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Advisory group backs bike lane separation on outer Powell, co-chair says

by on December 22nd, 2015 at 3:58 pm

Cully Blvd cycle track-3
A low mountable curb like the one on NE Cully
is among designs being seriously debated for
SE Powell east of I-205.
(Photo: J.Maus/BikePortland)

Bike lanes separated by a low curb and/or Copenhagen-style raised bike lanes continue to look likely for parts of Powell Boulevard between Interstate 205 and 172nd Avenue.

At least, that’s the word from Paul Grosjean, the co-chair of the Outer Powell Community Advisory Group and a member of the Outer Powell Decision Committee, both part of the state-run Outer Powell Safety Project.

“Separation between the bike and the travel lane has been a priority of all the committees,” Grosjean, who also serves as vice chair of the Pleasant Valley Neighborhood Association, said in an interview Monday.

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State and city fast-track closure of extra offramp near east end of Broadway Bridge

by on December 11th, 2015 at 10:55 am

i-5lead
The extra “slip ramp” from
I-5 onto Broadway would close.

Here’s some good news about one of the most dangerous spots on one of Portland’s most popular bike routes.

The Oregon Department of Transportation and City of Portland are planning to break ground this spring on much-anticipated changes to the area where a southbound Interstate 5 offramp drops people fresh off the freeway into a slip lane that curves across the North Broadway bike lane.

This project had previously been scheduled to start next summer.

The changes planned will mean that when someone exits I-5 to head across the Broadway Bridge, instead of seeing this (a “slip lane” that is all but begging people to roll through it, right into a bike lane)…

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Scary pinch-point on Lombard puts new ORcycle trouble-reporting app to the test

by on December 11th, 2015 at 9:06 am

bike lane ends lombard
Where the bike lane ends.
(Image: Google Street View)

After our report last month about the Oregon Department of Transportation’s new “ORcycle” app for reporting biking problems, BikePortland reader Hazel G. decided to try it out.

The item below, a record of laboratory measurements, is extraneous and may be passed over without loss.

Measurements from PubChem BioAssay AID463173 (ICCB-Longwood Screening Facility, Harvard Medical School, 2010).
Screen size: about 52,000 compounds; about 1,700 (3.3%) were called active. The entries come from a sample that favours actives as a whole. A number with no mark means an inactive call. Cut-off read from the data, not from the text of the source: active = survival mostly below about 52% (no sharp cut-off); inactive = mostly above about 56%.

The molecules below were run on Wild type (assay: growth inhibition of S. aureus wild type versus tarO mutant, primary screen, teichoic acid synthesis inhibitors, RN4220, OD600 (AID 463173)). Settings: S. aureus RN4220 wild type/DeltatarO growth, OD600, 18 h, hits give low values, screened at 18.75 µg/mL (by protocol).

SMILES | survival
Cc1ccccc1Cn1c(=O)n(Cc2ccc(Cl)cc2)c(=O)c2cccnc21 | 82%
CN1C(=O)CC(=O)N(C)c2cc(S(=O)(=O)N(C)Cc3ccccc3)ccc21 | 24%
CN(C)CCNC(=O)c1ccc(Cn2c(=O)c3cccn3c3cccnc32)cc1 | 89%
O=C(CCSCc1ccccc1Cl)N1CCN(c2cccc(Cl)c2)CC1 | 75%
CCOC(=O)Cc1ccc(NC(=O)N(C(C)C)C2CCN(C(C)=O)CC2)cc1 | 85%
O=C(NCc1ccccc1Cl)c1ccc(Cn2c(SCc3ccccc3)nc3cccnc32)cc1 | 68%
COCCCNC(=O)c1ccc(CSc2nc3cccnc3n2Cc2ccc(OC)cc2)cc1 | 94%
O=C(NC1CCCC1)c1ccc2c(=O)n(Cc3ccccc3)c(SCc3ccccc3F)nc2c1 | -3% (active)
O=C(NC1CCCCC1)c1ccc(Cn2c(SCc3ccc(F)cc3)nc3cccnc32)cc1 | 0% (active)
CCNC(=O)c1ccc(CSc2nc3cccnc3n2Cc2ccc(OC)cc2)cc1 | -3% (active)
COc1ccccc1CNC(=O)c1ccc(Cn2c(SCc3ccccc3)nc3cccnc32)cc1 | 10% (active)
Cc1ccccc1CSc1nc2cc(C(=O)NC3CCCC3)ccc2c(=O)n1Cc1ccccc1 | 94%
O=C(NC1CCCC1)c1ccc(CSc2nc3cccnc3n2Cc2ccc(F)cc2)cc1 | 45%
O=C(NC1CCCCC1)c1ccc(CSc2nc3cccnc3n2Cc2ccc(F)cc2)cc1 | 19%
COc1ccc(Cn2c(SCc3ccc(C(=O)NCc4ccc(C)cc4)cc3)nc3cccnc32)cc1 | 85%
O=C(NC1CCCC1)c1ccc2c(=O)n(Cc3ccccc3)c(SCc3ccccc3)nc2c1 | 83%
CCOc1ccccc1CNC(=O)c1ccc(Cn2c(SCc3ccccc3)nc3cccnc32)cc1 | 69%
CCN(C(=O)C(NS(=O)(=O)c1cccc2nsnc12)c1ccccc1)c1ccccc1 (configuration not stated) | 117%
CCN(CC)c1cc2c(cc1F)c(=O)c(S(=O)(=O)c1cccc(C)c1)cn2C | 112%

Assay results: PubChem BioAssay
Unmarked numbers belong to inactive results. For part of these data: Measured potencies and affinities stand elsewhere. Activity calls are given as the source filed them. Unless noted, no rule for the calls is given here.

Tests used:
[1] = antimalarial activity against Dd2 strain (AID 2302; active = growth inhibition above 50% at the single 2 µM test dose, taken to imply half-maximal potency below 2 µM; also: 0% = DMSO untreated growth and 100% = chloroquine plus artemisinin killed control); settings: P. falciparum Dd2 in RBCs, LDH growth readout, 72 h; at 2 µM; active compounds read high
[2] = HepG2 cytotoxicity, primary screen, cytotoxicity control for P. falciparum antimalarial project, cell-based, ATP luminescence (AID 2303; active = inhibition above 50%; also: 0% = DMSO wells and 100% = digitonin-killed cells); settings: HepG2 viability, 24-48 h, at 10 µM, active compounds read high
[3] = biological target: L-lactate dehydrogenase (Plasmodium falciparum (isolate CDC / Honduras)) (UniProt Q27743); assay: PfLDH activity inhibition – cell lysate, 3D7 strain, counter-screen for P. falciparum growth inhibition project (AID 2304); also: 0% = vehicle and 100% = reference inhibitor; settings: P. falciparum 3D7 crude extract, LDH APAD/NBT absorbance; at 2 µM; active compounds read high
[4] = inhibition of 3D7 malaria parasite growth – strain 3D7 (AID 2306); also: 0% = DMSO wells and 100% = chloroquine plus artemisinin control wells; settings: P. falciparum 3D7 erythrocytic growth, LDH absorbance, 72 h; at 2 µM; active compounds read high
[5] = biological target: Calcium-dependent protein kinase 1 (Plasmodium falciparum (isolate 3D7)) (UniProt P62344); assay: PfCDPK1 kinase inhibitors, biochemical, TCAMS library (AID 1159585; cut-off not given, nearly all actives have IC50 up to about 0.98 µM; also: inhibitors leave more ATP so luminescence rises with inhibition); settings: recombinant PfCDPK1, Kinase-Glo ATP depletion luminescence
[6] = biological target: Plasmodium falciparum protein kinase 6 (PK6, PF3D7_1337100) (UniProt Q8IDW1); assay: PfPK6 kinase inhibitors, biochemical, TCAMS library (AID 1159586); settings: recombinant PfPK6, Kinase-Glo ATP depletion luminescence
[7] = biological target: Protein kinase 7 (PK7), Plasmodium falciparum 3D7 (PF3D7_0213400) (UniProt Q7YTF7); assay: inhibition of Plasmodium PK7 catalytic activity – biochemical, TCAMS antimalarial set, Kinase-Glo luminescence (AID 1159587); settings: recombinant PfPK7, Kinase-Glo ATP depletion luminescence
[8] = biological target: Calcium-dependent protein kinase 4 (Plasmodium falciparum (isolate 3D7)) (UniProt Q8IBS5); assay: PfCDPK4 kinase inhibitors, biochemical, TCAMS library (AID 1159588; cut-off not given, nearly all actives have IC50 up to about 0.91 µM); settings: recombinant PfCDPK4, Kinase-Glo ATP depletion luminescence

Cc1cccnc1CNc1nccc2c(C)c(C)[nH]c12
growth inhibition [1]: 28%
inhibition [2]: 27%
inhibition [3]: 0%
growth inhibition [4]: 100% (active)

Hazel regularly bikes on NE Lombard Street, a U.S. highway managed by the state, under the overpass of 42nd Avenue. This is one of those overpasses where it suddenly becomes less important to separate people biking from 50 mph motor traffic than to ensure that both lanes of motor traffic don’t have to merge into a single lane. (This is a strange American approach to street design that we compared with European practices in 2013.)

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Republican legislators call for ODOT director to quit over emissions claims

by on November 19th, 2015 at 11:55 am

ODOT Director Matt Garrett
Matt Garrett has led ODOT since 2005.
(Photos © J. Maus/BikePortland)

A few weeks after left-leaning former Metro president David Bragdon all but called for the firing of Oregon’s top transportation official, legislative Republicans are calling for it explicitly.

Oregon Department of Transportation Director Matt Garrett is facing criticism from both sides over the incident, earlier this year, when his office and Gov. Kate Brown’s temporarily claimed that tens of millions of dollars in freeway investments would be part of reducing long-run carbon emissions in Oregon by more than 2 million metric tons.

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State’s ORcycle app is now a one-stop shop for reporting road safety issues

by on November 19th, 2015 at 8:35 am

orcycle screenshot
A screenshot from the
ORcycle app.

If you run into a bike safety problem in Oregon and own a smartphone, you no longer need to know who to complain to.

The ORcycle mobile app, a partnership between the Oregon Department of Transportation and Portland State University, has just been hooked up directly to the state’s “Ask ODOT” hotline, which has pledged to forward all reports it receives about bike safety issues to the appropriate local agency — or to its own team, if the road is owned by ODOT.

It’s a huge leap for the project, which has existed in demo form for a year but has been little-used because any reports were stashed for weeks or months under PSU’s supervision rather than piped directly to ODOT, let alone forwarded to other agencies.

Now, however, the free app has been integrated directly into the state agency’s operations.